“Where are you going?” people ask us before we leave home on one of our extended summer trips. Our answer is usually pretty vague. “We’re going north,” we’ll say, or, “Out west.” We usually have a few major stops lined up, with lots of question marks in between.
One of the stops that was set in stone this summer was a quick visit to Cleveland, Ohio, where I’m under the medical supervision of some great surgeons, cardiologists and vascular specialists. They like to see me every 6 to 12 months. This was the first time we’d be arriving by land. There aren’t a lot of campgrounds around Cleveland, so I booked us at a KOA almost an hour outside the city. Over the past few years we haven’t had much luck with KOAs, always opting to leave before we checked in. But the Cleveland KOA made me change my tune a bit. I’ll give KOAs another chance.
KOAs are not parks where you’ll find nature trails and wildlife. They’re chunks of land turned into suitable parking for RVs. They have what they think of as “resort” amenities like pools and game rooms and other diversions for grandparents and grandkids. For the past two summers we avoided them because they usually aren’t a great setting for tents. With a camper they are useful when you want to hook up near a city or other point of interest without options that are closer to nature. This one was clean, spacious, and looked over a nice lake. They also had a laundry facility, which a lot of parks don’t have.
I made my pilgrimage to the Cleveland Clinic. They asked a series of COVID related questions before letting anyone in the door – and although Monica was back at the RV teaching the kids – they did allow family to accompany patients after a temperature check. In the event you’re not in the elevator alone, stickers on the floor encouraged visitors to put themselves in extreme corners. For all of its state-of-the-art medical technology, the Clinic still has to secure their model hearts to the desk like a pen at the bank. Before my long Uber ride back to the campground, I stopped at a nearby market for groceries only to discover that it was an Indian and Middle Eastern shop. (This wasn’t the Trader Joe’s version – this place didn’t sell anything that wasn’t blow-your-top-off spicy.)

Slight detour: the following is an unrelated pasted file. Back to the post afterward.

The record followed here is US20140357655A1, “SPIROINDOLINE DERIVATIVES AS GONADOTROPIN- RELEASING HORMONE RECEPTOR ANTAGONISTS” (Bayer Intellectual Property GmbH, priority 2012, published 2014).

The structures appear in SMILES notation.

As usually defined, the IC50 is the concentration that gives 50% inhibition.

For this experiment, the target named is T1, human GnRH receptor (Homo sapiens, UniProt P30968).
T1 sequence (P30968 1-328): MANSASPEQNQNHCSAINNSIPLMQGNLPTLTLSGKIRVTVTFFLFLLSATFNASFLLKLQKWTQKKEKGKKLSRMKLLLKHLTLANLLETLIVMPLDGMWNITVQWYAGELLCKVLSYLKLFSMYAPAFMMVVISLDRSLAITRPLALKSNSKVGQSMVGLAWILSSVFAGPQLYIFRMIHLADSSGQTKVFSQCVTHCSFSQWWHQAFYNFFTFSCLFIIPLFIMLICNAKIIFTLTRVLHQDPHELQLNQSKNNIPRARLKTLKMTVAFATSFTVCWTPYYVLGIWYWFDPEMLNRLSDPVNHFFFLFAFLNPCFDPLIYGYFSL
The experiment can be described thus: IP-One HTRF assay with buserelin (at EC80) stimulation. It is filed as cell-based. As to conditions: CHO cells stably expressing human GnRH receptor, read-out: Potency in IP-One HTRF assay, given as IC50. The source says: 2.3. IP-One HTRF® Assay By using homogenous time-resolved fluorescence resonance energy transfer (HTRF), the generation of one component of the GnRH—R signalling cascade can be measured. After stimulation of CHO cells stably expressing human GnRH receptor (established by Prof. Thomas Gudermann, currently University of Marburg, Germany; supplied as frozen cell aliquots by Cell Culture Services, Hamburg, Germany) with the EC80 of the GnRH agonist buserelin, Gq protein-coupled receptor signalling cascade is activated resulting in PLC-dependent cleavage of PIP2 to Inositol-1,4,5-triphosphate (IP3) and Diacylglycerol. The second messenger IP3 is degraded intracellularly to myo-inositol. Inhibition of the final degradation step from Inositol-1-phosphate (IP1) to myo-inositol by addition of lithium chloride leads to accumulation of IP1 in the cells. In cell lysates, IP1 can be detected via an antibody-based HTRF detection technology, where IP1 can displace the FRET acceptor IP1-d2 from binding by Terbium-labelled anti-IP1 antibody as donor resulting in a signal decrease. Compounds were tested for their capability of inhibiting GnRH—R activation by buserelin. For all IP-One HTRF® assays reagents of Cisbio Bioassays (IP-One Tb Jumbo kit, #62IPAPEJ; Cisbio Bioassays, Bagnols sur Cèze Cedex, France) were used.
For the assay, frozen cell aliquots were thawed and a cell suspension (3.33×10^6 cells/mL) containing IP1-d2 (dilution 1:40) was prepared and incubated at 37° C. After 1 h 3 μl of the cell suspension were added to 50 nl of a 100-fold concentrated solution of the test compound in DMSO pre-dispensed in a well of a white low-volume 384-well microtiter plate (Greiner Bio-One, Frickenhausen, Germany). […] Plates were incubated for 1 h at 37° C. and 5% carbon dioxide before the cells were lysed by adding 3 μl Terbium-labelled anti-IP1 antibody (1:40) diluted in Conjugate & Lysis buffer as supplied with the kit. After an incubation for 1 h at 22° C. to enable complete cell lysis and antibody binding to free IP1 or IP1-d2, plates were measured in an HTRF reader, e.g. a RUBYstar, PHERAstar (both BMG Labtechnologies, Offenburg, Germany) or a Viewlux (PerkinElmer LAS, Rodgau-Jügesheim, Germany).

After a clean check-up, Monica built a nice fire to welcome some fall weather. As we drove around the suburb of Streetsboro we came upon an actual “video store.” Remember those? This store, named Family Video, also – rather oddly – offered doctors appointments in conjunction with a wide array of CBD products and a bonus nook in the back corner with dirty movies. There’s an understated business savvy to realizing that adult videos always lead to family videos. I admire the pluckiness of the last video store standing attempting to survive though offering drugs and sex. Unfortunately, the “Pot dispensary/Family/Adult Video Store” concept was ahead of its time and Family Video was going out of business. With all DVDs for sale, we cleaned up on about 30 gently used movies for the family RV library. We passed on the CBD microwave popcorn.
Cleveland was just a prelude to one of the best places we’ve visited in all of our travels. Unsure of where we should go next, Monica was looking north and remembered her parents raving about Mackinac Island. (It’s spelled with a C, but pronounced “Mackinaw” because the French and British couldn’t agree on anything back then, including how to say Native words.) The island itself doesn’t have any cars – save for a few official vehicles – so the RV wasn’t welcome. So we booked a spot in beautiful Straits State Park in the town of St. Ignace, just a quick ferry ride from Mackinac Island.